Chapter 4

Chapter 4

Chapter 4

How to Interpret an Industry Discussion Call

How to Interpret an Industry Discussion Call

How to Interpret an Industry Discussion Call

Make no mistake: this kind of work is challenging. Even if you’re an interpreter with dozens or hundreds of on-site interpretation assignments under your belt, remote interpretation (and, as we’ll see, industry discussion call interpretation) can take some getting used to.

Be a proactive problem solver

Technical difficulties, no-shows, clients dissatisfied with their experts: you’ll encounter all of these problems at some point during your career. While you can’t ensure that they’ll never happen (that’s the arranger’s job!), you can be a proactive troubleshooter. Take the initiative to reach out to the expert network POC when an issue occurs and your client will love you for it.

Getting off on the right foot

Even for clients who’ve participated in dozens of industry discussion calls, it may be their first time interacting with an interpreter.

To ensure both client and expert feel comfortable interacting on the call, English-French interpreter Alexandra Schmidt offers a 2 minute introduction outlining how to successfully utilize an interpreter before every call. She says, “I always tell both parties outright that my main goal is for both parties to understand each other perfectly. The two major guidelines I share before the call begins are:

- Feel free to interrupt me should there be anything that is unclear or necessitates repeating. I may also do the same should there be something unclear to me;
- Pause during longer answers to allow the interpreter to render interpretation.”

Alexandra Schmidt (English-French Interpreter)

Reading the client’s tone

As you can imagine, the speed at which information is relayed on a call is a close second in importance to the information itself; after all, these clients are often paying upwards of $1300 USD/hour for the expert’s time.

Chinese-English interpreter Rob Xia remarks: “An important factor during the call to keep in mind is the client’s sense of urgency. A combination of a verbose (and perhaps not so knowledgeable) expert and an impatient client can result in a poor experience for the client. If and when I encounter such a situation, I tend to take a more active hand in moving the conversation along.”

Rob Xia (Chinese-English Interpreter)

Client-focused mediation

During your industry discussion call interpretation career, you will almost certainly encounter at least one expert who loves to give long-winded answers that may or may not be germane to the discussion. While it may be common practice to interpret the full answer as-is, this will frustrate the client as it uses a great deal of valuable time while providing no useful insight.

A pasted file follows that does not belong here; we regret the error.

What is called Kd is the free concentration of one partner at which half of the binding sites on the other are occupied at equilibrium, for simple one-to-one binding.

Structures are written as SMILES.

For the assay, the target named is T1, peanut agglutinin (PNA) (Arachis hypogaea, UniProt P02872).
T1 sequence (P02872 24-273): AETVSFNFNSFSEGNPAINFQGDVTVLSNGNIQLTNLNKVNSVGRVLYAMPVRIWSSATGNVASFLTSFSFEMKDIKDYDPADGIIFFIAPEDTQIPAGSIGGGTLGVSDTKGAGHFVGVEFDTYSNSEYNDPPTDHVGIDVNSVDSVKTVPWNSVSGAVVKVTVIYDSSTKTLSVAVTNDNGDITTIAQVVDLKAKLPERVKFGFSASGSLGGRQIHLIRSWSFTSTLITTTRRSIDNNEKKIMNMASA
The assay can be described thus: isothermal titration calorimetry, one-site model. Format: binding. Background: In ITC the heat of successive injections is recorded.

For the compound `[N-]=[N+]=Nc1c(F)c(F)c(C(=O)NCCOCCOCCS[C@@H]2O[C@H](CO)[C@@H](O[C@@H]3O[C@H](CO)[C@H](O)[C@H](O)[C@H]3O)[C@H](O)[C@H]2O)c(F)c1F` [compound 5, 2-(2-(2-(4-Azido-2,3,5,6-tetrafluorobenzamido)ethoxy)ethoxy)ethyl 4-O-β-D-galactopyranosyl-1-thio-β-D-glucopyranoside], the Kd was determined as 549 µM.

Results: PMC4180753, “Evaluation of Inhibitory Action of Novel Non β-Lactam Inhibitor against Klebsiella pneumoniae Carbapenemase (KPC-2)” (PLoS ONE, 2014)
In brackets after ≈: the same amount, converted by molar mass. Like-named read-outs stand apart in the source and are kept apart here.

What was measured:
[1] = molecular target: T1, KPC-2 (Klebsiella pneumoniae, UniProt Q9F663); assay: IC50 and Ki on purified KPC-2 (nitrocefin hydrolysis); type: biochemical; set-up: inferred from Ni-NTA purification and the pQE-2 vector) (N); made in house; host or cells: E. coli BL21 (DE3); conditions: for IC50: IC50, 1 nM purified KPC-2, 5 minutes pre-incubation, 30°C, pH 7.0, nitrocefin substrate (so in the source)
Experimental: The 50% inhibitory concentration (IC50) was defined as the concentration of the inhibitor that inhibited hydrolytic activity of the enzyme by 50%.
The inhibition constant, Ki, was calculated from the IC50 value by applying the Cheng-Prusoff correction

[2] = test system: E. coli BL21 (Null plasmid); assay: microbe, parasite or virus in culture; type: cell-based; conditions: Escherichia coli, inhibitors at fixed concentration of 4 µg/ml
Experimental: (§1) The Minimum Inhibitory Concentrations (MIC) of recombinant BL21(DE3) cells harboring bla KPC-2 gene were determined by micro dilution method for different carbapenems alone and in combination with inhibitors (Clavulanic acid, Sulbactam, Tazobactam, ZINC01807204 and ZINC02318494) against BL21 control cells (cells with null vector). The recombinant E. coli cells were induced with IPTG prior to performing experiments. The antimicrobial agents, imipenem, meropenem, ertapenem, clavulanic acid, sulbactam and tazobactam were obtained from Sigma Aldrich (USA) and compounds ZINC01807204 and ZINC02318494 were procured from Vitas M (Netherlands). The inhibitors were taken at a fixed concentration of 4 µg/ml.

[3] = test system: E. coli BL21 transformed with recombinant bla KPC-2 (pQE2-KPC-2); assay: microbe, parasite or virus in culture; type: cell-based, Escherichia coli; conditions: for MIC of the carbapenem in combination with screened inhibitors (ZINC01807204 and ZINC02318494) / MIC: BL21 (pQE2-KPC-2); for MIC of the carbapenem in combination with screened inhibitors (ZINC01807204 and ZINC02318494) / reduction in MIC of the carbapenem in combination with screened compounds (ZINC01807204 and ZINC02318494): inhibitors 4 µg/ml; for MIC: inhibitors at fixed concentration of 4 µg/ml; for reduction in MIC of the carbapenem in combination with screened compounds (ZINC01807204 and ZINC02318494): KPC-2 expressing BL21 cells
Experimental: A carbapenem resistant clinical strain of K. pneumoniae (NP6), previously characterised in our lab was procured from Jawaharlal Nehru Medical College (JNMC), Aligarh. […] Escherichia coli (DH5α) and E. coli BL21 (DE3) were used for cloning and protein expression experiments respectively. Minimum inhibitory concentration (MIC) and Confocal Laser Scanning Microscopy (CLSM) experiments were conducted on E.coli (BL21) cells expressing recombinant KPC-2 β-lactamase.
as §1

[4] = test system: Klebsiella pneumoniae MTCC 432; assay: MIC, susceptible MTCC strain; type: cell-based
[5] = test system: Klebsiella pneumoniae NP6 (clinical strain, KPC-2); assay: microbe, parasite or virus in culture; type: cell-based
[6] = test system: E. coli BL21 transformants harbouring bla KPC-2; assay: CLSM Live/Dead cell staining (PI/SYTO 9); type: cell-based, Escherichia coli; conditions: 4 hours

While preserving the integrity of interpretation is important, Thai-English-Dutch interpreter Juree Siangsuwan notes that, “the client’s satisfaction is your most important ‘KPI.’ Always consider whether or not the information the expert is delivering is in line with what the client initially asked. If not, it may be necessary to clarify the question and ask the expert for a more direct answer.”

Juree Siangsuwan (Thai-English-Dutch Interpreter)

Active communication

Regardless of the mediation strategy you employ, provide a consistent string of updates for your client in addition to interpreting the expert’s speech. To expand on the previous hypothetical, if the expert provides an evasive or unclear answer, ensure that you inform your client of the situation before reengaging with the expert. Popular strategies have included:

Summarize the expert’s answer, then ask if the client would prefer a more detailed interpretation or if they’d rather pose the question a second time.

Yui Hosokawa (Japanese-English Interpreter)

Interpret the first section of an irrelevant answer before asking the client if this answers the question; if not, offer to propose the question a second time.

Jingyi Wang (Chinese-English Interpreter)

Smile while you talk

Positivity makes a huge difference! “Without visual cues,” says Korean-Japanese interpreter Yoonsun Park, “it’s easy to misinterpret the tone of a party on a phone call. That’s why it’s essential that you maintain a positive, friendly tone of voice throughout the interaction. Smiling as much as you can helps!”

Yoonsun Park (Korean-Japanese Interpreter)

Be prepared for on-call research

Always prepare for the worst. “No matter how well-prepared you are for a call,” says Chinese-English interpreter Tiff Sun, “you should always be prepared to encounter a word or phrase you don’t recognize. Make sure you have your computer and a stable internet connection at the ready throughout the call.”

Tiff Sun (Chinese-English Interpreter)

Peak professionalism

Above all, understand that your success is based largely on your client service acumen. Be calm in the face of adversity, be patient, and never lose your cool!